Germany fires up latest supercritical plant

June 24, 2008 at 7:02 am | Posted in Uncategorized | Leave a comment
The new Niederaussem-K 1,050-MW power station—one of the world’s largest and most advanced coal-fired units—was officially put into operation late last year. Niederaussem is a supercritical, lignite-fired powerplant complex west of Cologne, Germany (Figure 2). The first oftwo 150-MW units started up in 1962 and was followed byfour 300-MW units and two 600-MW units.Chancellor Gerhard Schroeder was present at the commissioning and emphasized the role of local-sourced brown coal as a stabilizing factor in the energy mix for Germany.

2. Niederaussem, Cologne, Germany

The 1,050-MW Niederaussem Unit K is one of the most advanced coal-fired units in Europe. The lignite-fired, supercritical plant was officially put into operation late last year. Unit K is under construction on the far right.

Courtesy: RWE Rheinbraun AG

The Niederaussem Unit K is a supercritical boiler with a boiler efficiency of almost 95% (LHV) with steam pressure of approximately 3,988 psig and steam temperatures of 1,076F. The plant electrical efficiency is over 43% (LHV). Alstom (Paris, France) was the consortium leader for the engineering, construction, and commissioning of the steam generator. The unit’s owner is RWE Rheinbraun AG (Essen, Germany).

Hammerfest, Norway, with 11,000 inhabitants, calls itself the world’s northernmost town. In December, tidal currents started turning the blades of a windmill-like turbine standing on the seabed near Kvalsund at the Arctic tip of the country. “We will be the first in the world to use tidal currents to generate electricity to be fed into the local grid,” said Harald Johansen, managing director of Hammerfest Stroem (Oslo, Norway).

Hammerfest Stroem uses proprietary water “wind mill” technology to convert the kinetic energy in a tidal current into electricity. In Kvalsund, the water flows at about 7.5 feet per second, apart from a pause at high and low tides. The 300-kW tidal stream turbine with 45- to 48-ft long blades is mounted on 200-ton towers placed on the seabed. The turbine automatically turns to face the tide when the currents change direction, and the propeller blades automatically adjust to their optimum orientation in the prevailing current (Figure 3).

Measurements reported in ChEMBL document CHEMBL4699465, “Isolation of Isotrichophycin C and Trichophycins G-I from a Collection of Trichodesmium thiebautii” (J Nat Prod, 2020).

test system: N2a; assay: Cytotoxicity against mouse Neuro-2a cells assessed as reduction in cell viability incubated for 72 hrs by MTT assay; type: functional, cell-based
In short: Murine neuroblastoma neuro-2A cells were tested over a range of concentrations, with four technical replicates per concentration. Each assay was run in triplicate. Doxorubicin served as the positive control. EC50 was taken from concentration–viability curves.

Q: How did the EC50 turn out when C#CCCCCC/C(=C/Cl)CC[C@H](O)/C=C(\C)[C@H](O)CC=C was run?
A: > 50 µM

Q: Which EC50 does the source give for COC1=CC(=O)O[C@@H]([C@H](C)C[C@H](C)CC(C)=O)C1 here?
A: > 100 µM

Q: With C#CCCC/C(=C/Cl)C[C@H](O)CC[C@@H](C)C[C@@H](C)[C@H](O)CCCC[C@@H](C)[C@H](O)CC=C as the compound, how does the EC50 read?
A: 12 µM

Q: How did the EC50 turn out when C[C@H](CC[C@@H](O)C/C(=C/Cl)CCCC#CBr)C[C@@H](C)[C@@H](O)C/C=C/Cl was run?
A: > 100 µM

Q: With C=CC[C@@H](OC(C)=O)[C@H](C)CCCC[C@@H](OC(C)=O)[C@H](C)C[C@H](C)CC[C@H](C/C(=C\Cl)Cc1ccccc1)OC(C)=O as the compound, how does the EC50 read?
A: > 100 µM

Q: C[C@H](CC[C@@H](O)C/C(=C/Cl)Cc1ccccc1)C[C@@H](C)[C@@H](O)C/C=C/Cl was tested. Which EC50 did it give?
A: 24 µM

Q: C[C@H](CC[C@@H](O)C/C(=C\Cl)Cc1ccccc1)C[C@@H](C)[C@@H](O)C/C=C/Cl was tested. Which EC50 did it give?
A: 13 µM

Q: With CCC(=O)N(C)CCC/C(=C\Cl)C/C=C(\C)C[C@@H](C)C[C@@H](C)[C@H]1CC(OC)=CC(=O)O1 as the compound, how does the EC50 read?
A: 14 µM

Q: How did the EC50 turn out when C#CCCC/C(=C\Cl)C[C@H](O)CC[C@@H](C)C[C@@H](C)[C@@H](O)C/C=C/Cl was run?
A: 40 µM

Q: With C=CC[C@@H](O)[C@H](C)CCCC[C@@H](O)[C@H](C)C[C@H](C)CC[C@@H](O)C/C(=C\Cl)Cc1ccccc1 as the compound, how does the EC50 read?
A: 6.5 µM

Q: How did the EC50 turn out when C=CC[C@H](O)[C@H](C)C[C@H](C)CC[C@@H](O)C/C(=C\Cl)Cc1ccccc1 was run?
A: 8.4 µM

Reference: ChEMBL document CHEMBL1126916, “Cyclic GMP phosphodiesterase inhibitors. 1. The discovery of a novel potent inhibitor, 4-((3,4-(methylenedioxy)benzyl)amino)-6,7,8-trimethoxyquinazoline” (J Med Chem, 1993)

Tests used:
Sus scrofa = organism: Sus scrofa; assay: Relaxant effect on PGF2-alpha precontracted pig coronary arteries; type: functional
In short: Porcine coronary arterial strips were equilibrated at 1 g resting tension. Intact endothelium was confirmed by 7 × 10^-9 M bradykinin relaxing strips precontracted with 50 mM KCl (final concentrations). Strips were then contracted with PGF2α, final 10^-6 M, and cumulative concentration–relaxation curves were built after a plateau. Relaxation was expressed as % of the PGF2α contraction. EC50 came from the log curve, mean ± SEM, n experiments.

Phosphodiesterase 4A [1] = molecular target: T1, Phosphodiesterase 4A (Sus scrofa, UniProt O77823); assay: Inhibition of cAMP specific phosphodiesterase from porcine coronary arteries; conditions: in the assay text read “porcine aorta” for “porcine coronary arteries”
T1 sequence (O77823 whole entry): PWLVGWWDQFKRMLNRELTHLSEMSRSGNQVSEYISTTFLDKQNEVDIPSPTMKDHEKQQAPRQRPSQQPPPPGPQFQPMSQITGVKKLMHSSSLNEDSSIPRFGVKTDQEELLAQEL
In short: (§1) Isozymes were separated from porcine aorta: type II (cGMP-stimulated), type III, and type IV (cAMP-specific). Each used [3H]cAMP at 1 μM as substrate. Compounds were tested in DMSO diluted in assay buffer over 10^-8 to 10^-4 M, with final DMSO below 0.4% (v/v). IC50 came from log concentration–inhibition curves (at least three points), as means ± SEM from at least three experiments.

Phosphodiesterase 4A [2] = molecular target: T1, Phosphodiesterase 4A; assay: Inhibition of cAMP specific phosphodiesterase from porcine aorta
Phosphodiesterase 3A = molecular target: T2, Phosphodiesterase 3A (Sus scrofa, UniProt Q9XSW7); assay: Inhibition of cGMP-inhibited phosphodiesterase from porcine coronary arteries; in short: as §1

3. Hammerfest Stroem, Norway

Hammerfest Stroem’s underwater “wind mill” technology is being prototyped near Kvalsund at the Arctic tip of Norway. The 300-kW tidal stream turbine with 45- to 48-ft long blades, is mounted on towers placed on the seabed.

Courtesy: Hammerfest Strom AS

Johansen reckons the project has cost $6.7 million so far and will cost almost $15 million to complete installation of all 20 turbines by 2004. The production cost of the electricity is estimated to be 4.3 to 5 cents/kWh, three times that of typical hydro-generated electricity in Norway. Tidal power will be added to the mix of electricity in the local grid, and consumers will be required to absorb the cost.

The biggest tidal powerplant in the world is on the La Rance River in northern France and has been in place since the 1960s. It has a 240-MW capacity, but Electricité de France has no plans to build new ones. Canada’s Bay of Fundy in Nova Scotia has the highest tides in the world, at about 39 ft. Nova Scotia Power’s 20-MW plant at Annapolis Royal, built in 1984, is the only one in North America; the company is focusing more on wind.

Experts are uncertain about the potential of tidal power, especially because of sub-sea maintenance costs. Storms have wrecked many experimental ocean-power stations.

The British firm Marine Current Turbines, which plans to test a similar tidal current system off Devon in southern England next year, says that maintenance could be a problem for Hammerfest. “When you have strong enough currents for tidal-energy generation, there are few slack tides when divers can work,” said Peter Fraenkel, the group’s technical director.

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